On April 24, U.S. President Joe Biden recognized the 1915 events as "genocide." Considering the U.S.' aggressive foreign policy as of late, this move does not come as a surprise at all.
In recent years, there has been an increasing trend in the West to verbally attack Ankara and engage in populism – indicating that the West perceives Turkey as a threat.
If the West paid sincere attention to the Turkish strategy, it would understand that Ankara is open to the world, offering great commercial, investment and military advantages.
In other words, by allying with a stronger Turkey, the West could strengthen its position in the geostrategic balance of the entire Middle East, for example.
However, these NATO "allies" attempt to weaken Turkey both economically and politically while destabilizing the region. Take the U.S. for example, the globals arms lobby and U.S. establishment prevent the White House from following a rational foreign policy in the existing multipolar world.
The incumbent U.S. president even once said that he would overthrow President Recep Tayyip Erdoğan with the help of the Turkish opposition following the July 15 coup attempt by the Gülenist Terror Group (FETÖ).
The situation is similar in Greece. Taking advantage of the conflict between Ankara and Athens, the U.S. is expanding in Greece by opening new military bases.
While Greece thus becomes a U.S. pawn, Turkey faces a military threat from its Western border. This is also how Washington came to open a naval base in Western Thrace, 30 kilometers (18.5 miles) from the Turkish border.
Therefore, when taking into consideration the current situation in U.S. foreign policy, it is not surprising that Biden officially recognized the alleged genocide. But can a state in principle recognize an alleged genocide?
Although the U.S. and several European states have so far declared that there was a genocide against the Armenians, these declarations are void ex tunc.
Simply put, it is not for any political authority to pass judgment on genocide as politicians and state institutions lack the necessary expertise and legal authority in this regard. This can be clearly seen from the European Court of Human Rights' (ECtHR) judgment in the case "Switzerland vs. Perinçek" (27510/08).
While the ECtHR allows for open discussion of the topic, it also affirms that only an international criminal court can pass judgment about whether an event can be classified as genocide.
It is also clear from the judgment that there was no evidence to authenticate the alleged genocide against the Armenians, nor did an international criminal court confirm the charges.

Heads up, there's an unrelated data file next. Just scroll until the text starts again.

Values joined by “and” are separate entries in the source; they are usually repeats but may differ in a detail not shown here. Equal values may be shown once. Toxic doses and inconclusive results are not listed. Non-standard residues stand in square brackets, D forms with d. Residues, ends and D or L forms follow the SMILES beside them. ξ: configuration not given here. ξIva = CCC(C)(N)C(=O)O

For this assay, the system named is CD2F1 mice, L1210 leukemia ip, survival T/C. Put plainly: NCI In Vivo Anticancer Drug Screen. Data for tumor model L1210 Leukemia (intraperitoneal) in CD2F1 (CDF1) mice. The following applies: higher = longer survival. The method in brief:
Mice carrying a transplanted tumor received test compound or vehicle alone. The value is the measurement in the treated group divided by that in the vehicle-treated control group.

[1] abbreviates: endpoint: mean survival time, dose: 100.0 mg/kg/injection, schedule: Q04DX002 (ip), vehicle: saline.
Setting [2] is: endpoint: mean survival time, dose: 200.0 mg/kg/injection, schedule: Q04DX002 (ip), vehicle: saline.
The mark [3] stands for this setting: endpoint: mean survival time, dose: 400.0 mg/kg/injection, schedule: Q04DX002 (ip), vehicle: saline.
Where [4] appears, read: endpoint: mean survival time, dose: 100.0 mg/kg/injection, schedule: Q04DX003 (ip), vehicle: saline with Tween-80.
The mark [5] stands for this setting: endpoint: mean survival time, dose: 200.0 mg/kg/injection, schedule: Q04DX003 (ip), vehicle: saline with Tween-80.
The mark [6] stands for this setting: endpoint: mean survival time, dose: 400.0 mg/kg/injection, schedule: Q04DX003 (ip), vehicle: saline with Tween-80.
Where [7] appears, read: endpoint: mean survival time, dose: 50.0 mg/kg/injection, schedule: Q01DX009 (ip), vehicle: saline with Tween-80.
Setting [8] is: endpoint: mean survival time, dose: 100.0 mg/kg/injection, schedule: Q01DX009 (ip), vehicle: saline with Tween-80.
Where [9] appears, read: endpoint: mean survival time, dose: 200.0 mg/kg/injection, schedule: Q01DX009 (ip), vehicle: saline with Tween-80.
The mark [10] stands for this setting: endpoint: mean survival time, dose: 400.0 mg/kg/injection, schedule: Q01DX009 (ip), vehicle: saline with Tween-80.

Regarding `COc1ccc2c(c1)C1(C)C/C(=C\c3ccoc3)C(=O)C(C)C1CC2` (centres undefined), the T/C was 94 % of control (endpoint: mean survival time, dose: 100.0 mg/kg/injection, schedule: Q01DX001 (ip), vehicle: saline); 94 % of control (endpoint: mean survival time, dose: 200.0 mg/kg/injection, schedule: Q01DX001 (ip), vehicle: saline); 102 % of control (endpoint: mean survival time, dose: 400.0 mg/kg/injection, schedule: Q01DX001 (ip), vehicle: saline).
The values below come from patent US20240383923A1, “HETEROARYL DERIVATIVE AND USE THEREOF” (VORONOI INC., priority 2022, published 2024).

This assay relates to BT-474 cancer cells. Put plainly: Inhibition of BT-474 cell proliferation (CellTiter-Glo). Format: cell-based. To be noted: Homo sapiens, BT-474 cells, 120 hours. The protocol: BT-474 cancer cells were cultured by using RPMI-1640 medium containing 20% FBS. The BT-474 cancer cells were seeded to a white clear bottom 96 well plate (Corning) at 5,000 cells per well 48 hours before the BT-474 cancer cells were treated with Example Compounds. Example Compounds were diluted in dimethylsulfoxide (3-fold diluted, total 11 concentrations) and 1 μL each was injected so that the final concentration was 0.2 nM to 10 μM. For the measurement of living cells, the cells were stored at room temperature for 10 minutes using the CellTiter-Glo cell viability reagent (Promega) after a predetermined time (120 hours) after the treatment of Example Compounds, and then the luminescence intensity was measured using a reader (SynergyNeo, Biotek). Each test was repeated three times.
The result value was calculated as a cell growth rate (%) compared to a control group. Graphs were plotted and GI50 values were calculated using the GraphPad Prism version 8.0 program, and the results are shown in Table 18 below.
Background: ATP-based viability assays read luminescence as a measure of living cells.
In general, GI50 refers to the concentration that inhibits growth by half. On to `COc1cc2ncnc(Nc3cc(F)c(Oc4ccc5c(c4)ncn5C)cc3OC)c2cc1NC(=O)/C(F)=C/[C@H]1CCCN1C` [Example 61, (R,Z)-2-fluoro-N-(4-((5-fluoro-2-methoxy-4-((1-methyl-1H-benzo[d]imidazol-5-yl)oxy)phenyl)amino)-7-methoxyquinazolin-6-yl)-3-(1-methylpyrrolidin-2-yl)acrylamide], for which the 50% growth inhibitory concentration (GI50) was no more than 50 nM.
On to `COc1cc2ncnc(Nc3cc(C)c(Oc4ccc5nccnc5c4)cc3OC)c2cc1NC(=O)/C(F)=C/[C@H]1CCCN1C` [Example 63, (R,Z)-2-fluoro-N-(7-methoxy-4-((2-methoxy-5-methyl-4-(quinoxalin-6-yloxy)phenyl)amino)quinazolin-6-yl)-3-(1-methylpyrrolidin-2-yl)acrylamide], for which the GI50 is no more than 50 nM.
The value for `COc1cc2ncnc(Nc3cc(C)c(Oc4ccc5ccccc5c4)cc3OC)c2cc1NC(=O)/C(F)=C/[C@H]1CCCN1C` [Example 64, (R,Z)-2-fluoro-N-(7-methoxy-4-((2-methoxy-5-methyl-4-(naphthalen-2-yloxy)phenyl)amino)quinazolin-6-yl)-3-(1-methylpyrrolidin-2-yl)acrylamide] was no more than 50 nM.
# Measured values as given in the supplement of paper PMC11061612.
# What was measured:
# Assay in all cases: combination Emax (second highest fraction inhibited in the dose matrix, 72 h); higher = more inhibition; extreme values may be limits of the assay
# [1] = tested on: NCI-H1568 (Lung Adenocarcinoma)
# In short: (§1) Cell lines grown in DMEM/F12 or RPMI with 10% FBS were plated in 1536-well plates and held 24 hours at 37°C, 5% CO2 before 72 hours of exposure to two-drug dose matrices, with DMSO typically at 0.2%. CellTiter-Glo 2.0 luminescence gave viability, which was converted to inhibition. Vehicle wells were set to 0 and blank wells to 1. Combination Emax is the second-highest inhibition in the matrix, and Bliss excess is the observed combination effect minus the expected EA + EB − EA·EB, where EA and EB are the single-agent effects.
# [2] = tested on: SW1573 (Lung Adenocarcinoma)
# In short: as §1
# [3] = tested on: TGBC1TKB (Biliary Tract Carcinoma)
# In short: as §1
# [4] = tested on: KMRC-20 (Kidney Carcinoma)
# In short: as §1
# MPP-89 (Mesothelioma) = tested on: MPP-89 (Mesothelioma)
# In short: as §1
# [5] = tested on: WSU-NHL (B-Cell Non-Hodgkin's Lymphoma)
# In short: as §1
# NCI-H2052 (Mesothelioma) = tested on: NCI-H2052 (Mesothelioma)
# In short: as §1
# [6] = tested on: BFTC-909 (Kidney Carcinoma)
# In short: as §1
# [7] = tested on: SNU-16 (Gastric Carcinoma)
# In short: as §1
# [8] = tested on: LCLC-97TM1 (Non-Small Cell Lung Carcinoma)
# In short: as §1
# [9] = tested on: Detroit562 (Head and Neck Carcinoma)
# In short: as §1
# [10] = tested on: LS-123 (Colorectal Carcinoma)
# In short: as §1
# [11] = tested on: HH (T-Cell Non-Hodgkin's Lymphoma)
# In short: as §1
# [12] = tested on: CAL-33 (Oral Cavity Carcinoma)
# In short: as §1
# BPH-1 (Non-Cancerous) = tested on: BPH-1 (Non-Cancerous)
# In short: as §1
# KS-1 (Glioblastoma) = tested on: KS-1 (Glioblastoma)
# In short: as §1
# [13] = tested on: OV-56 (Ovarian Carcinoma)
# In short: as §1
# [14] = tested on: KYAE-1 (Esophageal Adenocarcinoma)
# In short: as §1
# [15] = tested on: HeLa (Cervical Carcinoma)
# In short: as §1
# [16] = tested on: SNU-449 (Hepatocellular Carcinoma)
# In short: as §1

Consequently, the ECtHR proved in its ruling that the Armenians were not subject to genocide at any point.
Despite this decision, some Western parliaments and presidents continue to accuse Turkey of having committed genocide against Armenians, which clearly shows that the aim is to weaken Turkey.
Now, the West's next step could be to demand reparations or territories from Ankara as compensation through a judicial process.
Yet, the ECtHR's ruling, as evidenced by numerous documents in the archives, prohibits such a step. Accusations do not automatically become reality solely based on one state's recognition.
Despite the ECtHR's ruling, Ankara has even offered to open its archives and establish an international committee to examine the genocide claims. But Armenia has repeatedly rejected this offer.
If one listens to the first Armenian president, Hovhannes Kajaznuni, one can understand why Armenia is against this proposal.
Kajaznuni once said that there was only a conflict between Turks and Armenians, which the latter instigated to establish a "Greater Armenia" with the promised support of the West in 1915, but there was no genocide.
According to him, Armenians murdered countless Turks to achieve this goal and the Turks were only defending themselves. Thus, opening the archives will reveal that the genocide did not take place.
In fact, it is quite the contrary. Turks were systematically killed in the name of Greater Armenia. As a result, Yerevan would have to apologize to Turkey for the accusations.
Based on this evidence, Ankara should entirely reconsider its foreign policy toward Washington given that the U.S. fails to act as an ally and attempts to besiege Turkey by all means possible.
*Author, master of arts at Friedrich Alexander University in Erlangen, Germany
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